- Biodegradable Cardiovascular Implants
- Biodegradable Cardiovascular Implants: Novel Biodegradable Polymers
- Bone-targeting Nanomedicine for Treating Osteomyelitis
- Controlled Release Polypharmacy System for Parkinson’s Disease Management
- Development of sustained release ganciclovir implant for treatment of CMV retinitis in HIV-AIDS patients
- Drug-Eluting Balloons (DEB) Controlled Delivery through Nanoparticulate Coating
- Drug-releasing bioactive materials and adipose stem cells as autologous scaffolds for bone tissue engineering
- Effect of topical application of encapsulated PPARbeta/delta agonist GW501516 microparticles, with two release kinetics, on cutaneous wound healing in diabetic mice – a preclinical animal study
- Food-derived Nutraceutical Encapsulation System for Food Fortification
- Highly-conductive n-type organic wires for enhancing bioelectronic programme
- Microbial-modifying molecules that enhance wastewater remediation
- Microencapsulation of Nutritional Compounds with Okara Food Waste
- Micronutrients-rich Fish Feeds to Improve Feed Conversion Ratio for Enhanced Productivity
- Mitigating dyskinesia in Parkinson's disease through advanced extended-releasing polypharmacy microcapsules
- Overcoming antibiotic resistance with lipid-polymer hybrid nanoparticle (LPN) delivery systems
- Producing, processing and modifying kefiran as an encapsulation material for agro-food applications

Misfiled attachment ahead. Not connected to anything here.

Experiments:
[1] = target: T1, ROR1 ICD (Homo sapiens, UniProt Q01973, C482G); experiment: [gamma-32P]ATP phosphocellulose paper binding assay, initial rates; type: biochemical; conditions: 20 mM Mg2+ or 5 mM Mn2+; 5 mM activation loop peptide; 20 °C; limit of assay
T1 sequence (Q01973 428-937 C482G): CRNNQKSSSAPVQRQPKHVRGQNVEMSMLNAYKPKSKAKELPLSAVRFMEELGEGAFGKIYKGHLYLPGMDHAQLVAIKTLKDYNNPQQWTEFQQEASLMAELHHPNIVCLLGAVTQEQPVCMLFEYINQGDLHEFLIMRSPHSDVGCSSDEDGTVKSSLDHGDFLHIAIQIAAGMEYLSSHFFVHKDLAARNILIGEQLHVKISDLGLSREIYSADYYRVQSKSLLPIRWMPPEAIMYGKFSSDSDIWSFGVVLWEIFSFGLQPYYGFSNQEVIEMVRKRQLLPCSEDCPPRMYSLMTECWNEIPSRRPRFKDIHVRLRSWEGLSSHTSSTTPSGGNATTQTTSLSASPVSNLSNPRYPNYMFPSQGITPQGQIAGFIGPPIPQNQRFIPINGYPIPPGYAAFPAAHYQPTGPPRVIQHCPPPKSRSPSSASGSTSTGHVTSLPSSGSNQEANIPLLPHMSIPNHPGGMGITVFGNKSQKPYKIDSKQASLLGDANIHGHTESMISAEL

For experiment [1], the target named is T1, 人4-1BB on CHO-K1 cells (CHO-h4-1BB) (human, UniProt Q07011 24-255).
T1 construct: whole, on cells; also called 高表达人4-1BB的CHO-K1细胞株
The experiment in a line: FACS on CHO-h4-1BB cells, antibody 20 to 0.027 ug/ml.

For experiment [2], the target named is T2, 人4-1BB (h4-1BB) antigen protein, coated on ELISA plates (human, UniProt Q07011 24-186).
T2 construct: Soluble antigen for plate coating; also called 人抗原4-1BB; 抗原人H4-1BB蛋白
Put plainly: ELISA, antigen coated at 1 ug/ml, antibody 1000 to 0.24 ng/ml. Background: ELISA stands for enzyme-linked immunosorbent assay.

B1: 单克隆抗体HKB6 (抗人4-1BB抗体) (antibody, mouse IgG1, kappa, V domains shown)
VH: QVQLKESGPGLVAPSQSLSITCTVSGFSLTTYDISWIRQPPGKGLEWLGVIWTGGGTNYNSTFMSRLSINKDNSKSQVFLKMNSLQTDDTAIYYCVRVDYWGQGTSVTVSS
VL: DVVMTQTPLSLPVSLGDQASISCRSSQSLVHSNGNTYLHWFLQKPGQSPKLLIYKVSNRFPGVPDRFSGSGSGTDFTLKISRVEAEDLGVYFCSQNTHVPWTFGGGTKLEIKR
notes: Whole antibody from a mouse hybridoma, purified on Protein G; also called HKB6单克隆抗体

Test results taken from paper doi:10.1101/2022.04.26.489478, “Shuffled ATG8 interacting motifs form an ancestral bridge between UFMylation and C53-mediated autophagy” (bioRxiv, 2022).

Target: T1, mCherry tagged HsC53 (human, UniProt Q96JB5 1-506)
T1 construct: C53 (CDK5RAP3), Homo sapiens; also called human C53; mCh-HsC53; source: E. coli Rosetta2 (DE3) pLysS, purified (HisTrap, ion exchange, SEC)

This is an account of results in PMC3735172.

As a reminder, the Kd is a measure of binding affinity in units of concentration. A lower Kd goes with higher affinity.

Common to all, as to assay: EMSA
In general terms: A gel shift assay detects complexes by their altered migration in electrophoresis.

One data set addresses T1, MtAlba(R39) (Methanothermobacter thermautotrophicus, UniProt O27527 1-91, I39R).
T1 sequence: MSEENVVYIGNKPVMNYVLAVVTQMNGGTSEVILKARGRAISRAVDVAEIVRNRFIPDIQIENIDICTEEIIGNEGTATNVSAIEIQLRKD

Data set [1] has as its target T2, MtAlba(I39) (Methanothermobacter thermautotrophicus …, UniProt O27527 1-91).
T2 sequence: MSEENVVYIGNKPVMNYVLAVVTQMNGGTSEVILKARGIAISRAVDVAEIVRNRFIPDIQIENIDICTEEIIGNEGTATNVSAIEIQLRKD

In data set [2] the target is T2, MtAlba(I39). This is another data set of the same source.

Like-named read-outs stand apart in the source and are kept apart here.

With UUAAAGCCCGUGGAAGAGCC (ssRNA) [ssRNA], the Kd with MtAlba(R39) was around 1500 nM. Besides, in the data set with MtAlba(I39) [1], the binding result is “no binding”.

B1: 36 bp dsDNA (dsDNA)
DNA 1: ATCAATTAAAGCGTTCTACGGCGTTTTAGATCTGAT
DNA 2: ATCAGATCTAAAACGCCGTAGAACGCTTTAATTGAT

- Responsive Nasogastric Tubes for Confident Intubation
- Stabilizing Dopamine Levels in Parkinson's Disease through an Extended-releasing Oral Formulation: Bridging the Gaps towards Clinical Trials
- Stealth Hydroxyapatite Nanoparticle for Targeted Delivery And Bioimaging
- Target-Specific Gastro-Intestinal Delivery Of Nano-Nutraceuticals And Nano-Modulating Systems For ReducingAbsorption Of Unwanted Substances-A Sustainable Approach(NTU-HSPH 17002)
- GK Das, PPY Chan, AL Teo, JSC Loo, J Anderson, TTY Tan. (2010). in vitro Cytotoxicity evaluation of biomedical nanoparticles and their extracts. Journal of Biomedical Materials Research Part A, 93A(1), 337-346.
- YLJ Han, SCJ Loo, NT Phung, HT Ong, SJ Russell, KW Peng, F Boey, J Ma. (2008). Controlled size and morphology of EDTMP-doped hydroxyapatite nanoparticles as model for 153samarium-edtmp doping. Journal of Material Science: Materials in Medicine , .
- Say Chye Joachim Loo, Yiwei Eva Siew, Shuhui Ho, Freddy Yin Chiang Boey, Jan Ma. (2008). Synthesis and hydrothermal treatment of nanostructured hydroxyapatite of controllable sizes. Journal of Material Science: Materials in Medicine , 19(3), 1389-1397.
- Ong HT, Loo JSC, Boey FYC, Russell SJ, Ma J, Peng KW. (2008). Exploiting the high-affinity phosphonate-hydroxyapatite nanoparticle interaction for delivery of radiation and drugs. Journal of Nanoparticle Research, 10, 141-150.
- S.C. J. Loo, C. P. Ooi, FYC Boey. (2005). Influence of electron beam radiation on the hydrolytic degradation behaviour of poly(lactide-co-glycolide) (PLGA). Biomaterials, 26(18), 3809-3817.